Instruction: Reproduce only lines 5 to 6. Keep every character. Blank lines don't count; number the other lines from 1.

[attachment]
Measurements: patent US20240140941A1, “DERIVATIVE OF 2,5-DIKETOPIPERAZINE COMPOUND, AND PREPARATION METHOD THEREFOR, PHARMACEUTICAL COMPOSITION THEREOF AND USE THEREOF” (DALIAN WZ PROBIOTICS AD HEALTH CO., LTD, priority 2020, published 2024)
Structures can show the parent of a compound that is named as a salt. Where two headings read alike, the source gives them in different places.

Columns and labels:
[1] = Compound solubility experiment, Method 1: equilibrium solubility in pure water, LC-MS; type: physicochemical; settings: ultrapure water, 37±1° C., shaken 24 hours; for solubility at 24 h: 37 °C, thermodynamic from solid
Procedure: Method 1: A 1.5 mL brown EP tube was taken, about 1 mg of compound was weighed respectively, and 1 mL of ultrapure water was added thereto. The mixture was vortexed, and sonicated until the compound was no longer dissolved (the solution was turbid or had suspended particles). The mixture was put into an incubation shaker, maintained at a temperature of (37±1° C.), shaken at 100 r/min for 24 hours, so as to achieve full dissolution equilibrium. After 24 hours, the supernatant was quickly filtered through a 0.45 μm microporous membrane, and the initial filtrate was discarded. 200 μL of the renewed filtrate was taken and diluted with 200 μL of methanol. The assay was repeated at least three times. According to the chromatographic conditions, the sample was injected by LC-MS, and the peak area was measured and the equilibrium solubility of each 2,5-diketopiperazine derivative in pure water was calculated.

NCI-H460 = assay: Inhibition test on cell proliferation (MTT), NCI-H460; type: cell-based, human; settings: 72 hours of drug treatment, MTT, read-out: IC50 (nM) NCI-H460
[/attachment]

Procedure: Method 1: A 1.5 mL brown EP tube was taken, about 1 mg of compound was weighed respectively, and 1 mL of ultrapure water was added thereto. The mixture was vortexed, and sonicated until the compound was no longer dissolved (the solution was turbid or had suspended particles). The mixture was put into an incubation shaker, maintained at a temperature of (37±1° C.), shaken at 100 r/min for 24 hours, so as to achieve full dissolution equilibrium. After 24 hours, the supernatant was quickly filtered through a 0.45 μm microporous membrane, and the initial filtrate was discarded. 200 μL of the renewed filtrate was taken and diluted with 200 μL of methanol. The assay was repeated at least three times. According to the chromatographic conditions, the sample was injected by LC-MS, and the peak area was measured and the equilibrium solubility of each 2,5-diketopiperazine derivative in pure water was calculated.

NCI-H460 = assay: Inhibition test on cell proliferation (MTT), NCI-H460; type: cell-based, human; settings: 72 hours of drug treatment, MTT, read-out: IC50 (nM) NCI-H460